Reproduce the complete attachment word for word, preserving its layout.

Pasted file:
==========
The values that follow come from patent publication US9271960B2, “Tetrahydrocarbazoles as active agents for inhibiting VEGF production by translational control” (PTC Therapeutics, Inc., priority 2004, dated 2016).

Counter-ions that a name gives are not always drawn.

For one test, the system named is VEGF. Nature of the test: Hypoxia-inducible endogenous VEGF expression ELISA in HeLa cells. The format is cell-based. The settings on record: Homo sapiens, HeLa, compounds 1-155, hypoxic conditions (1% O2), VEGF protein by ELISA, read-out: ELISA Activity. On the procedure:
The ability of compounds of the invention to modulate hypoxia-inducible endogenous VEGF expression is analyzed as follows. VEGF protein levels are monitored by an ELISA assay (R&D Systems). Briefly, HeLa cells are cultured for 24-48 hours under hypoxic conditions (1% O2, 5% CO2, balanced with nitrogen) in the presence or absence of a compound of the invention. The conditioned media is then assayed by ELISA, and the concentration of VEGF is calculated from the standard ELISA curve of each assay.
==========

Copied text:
The values that follow come from patent publication US9271960B2, “Tetrahydrocarbazoles as active agents for inhibiting VEGF production by translational control” (PTC Therapeutics, Inc., priority 2004, dated 2016).

Counter-ions that a name gives are not always drawn.

For one test, the system named is VEGF. Nature of the test: Hypoxia-inducible endogenous VEGF expression ELISA in HeLa cells. The format is cell-based. The settings on record: Homo sapiens, HeLa, compounds 1-155, hypoxic conditions (1% O2), VEGF protein by ELISA, read-out: ELISA Activity. On the procedure:
The ability of compounds of the invention to modulate hypoxia-inducible endogenous VEGF expression is analyzed as follows. VEGF protein levels are monitored by an ELISA assay (R&D Systems). Briefly, HeLa cells are cultured for 24-48 hours under hypoxic conditions (1% O2, 5% CO2, balanced with nitrogen) in the presence or absence of a compound of the invention. The conditioned media is then assayed by ELISA, and the concentration of VEGF is calculated from the standard ELISA curve of each assay.